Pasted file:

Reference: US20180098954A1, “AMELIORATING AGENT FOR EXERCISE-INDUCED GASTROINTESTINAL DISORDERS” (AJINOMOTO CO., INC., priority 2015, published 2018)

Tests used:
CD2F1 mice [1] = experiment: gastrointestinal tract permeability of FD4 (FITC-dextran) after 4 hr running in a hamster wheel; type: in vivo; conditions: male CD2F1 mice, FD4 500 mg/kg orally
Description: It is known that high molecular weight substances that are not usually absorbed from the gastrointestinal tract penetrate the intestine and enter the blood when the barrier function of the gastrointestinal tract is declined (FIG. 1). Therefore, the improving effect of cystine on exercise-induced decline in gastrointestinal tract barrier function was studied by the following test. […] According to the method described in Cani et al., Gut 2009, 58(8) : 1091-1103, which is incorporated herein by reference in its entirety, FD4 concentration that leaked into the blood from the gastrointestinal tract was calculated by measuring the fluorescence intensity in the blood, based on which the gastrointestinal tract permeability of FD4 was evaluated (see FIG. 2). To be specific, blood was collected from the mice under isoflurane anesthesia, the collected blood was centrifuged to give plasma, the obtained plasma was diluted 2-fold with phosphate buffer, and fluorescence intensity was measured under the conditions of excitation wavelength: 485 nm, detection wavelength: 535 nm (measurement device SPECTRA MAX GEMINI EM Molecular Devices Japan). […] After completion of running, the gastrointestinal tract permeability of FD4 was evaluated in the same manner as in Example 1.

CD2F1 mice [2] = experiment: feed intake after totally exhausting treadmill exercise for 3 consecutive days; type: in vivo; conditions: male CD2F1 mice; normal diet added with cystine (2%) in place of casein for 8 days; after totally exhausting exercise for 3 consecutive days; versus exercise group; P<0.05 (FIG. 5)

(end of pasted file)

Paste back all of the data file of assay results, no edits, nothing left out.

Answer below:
Reference: US20180098954A1, “AMELIORATING AGENT FOR EXERCISE-INDUCED GASTROINTESTINAL DISORDERS” (AJINOMOTO CO., INC., priority 2015, published 2018)

Tests used:
CD2F1 mice [1] = experiment: gastrointestinal tract permeability of FD4 (FITC-dextran) after 4 hr running in a hamster wheel; type: in vivo; conditions: male CD2F1 mice, FD4 500 mg/kg orally
Description: It is known that high molecular weight substances that are not usually absorbed from the gastrointestinal tract penetrate the intestine and enter the blood when the barrier function of the gastrointestinal tract is declined (FIG. 1). Therefore, the improving effect of cystine on exercise-induced decline in gastrointestinal tract barrier function was studied by the following test. […] According to the method described in Cani et al., Gut 2009, 58(8) : 1091-1103, which is incorporated herein by reference in its entirety, FD4 concentration that leaked into the blood from the gastrointestinal tract was calculated by measuring the fluorescence intensity in the blood, based on which the gastrointestinal tract permeability of FD4 was evaluated (see FIG. 2). To be specific, blood was collected from the mice under isoflurane anesthesia, the collected blood was centrifuged to give plasma, the obtained plasma was diluted 2-fold with phosphate buffer, and fluorescence intensity was measured under the conditions of excitation wavelength: 485 nm, detection wavelength: 535 nm (measurement device SPECTRA MAX GEMINI EM Molecular Devices Japan). […] After completion of running, the gastrointestinal tract permeability of FD4 was evaluated in the same manner as in Example 1.

CD2F1 mice [2] = experiment: feed intake after totally exhausting treadmill exercise for 3 consecutive days; type: in vivo; conditions: male CD2F1 mice; normal diet added with cystine (2%) in place of casein for 8 days; after totally exhausting exercise for 3 consecutive days; versus exercise group; P<0.05 (FIG. 5)